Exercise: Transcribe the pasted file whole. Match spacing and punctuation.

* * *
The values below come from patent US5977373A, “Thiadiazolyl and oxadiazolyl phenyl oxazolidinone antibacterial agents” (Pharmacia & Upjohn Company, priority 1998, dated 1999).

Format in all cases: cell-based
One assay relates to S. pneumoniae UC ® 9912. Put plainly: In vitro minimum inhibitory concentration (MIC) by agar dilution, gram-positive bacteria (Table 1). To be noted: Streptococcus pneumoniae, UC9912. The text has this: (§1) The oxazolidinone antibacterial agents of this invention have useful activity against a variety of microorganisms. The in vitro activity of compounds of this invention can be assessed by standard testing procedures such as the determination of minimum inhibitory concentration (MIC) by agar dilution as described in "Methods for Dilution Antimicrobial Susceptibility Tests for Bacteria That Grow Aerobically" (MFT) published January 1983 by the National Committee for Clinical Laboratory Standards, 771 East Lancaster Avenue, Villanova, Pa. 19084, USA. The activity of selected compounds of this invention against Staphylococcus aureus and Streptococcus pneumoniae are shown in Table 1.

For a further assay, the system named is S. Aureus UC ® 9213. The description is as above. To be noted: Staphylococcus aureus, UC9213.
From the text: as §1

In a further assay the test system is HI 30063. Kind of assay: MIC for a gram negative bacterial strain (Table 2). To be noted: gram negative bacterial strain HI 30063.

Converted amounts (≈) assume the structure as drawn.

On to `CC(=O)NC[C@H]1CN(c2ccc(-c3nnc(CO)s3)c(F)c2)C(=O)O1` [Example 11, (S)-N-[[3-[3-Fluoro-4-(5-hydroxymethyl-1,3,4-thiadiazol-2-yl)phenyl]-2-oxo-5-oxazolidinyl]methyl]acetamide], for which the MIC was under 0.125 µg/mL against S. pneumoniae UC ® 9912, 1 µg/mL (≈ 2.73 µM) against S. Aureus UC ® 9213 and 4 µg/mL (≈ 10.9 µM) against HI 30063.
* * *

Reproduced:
The values below come from patent US5977373A, “Thiadiazolyl and oxadiazolyl phenyl oxazolidinone antibacterial agents” (Pharmacia & Upjohn Company, priority 1998, dated 1999).

Format in all cases: cell-based
One assay relates to S. pneumoniae UC ® 9912. Put plainly: In vitro minimum inhibitory concentration (MIC) by agar dilution, gram-positive bacteria (Table 1). To be noted: Streptococcus pneumoniae, UC9912. The text has this: (§1) The oxazolidinone antibacterial agents of this invention have useful activity against a variety of microorganisms. The in vitro activity of compounds of this invention can be assessed by standard testing procedures such as the determination of minimum inhibitory concentration (MIC) by agar dilution as described in "Methods for Dilution Antimicrobial Susceptibility Tests for Bacteria That Grow Aerobically" (MFT) published January 1983 by the National Committee for Clinical Laboratory Standards, 771 East Lancaster Avenue, Villanova, Pa. 19084, USA. The activity of selected compounds of this invention against Staphylococcus aureus and Streptococcus pneumoniae are shown in Table 1.

For a further assay, the system named is S. Aureus UC ® 9213. The description is as above. To be noted: Staphylococcus aureus, UC9213.
From the text: as §1

In a further assay the test system is HI 30063. Kind of assay: MIC for a gram negative bacterial strain (Table 2). To be noted: gram negative bacterial strain HI 30063.

Converted amounts (≈) assume the structure as drawn.

On to `CC(=O)NC[C@H]1CN(c2ccc(-c3nnc(CO)s3)c(F)c2)C(=O)O1` [Example 11, (S)-N-[[3-[3-Fluoro-4-(5-hydroxymethyl-1,3,4-thiadiazol-2-yl)phenyl]-2-oxo-5-oxazolidinyl]methyl]acetamide], for which the MIC was under 0.125 µg/mL against S. pneumoniae UC ® 9912, 1 µg/mL (≈ 2.73 µM) against S. Aureus UC ® 9213 and 4 µg/mL (≈ 10.9 µM) against HI 30063.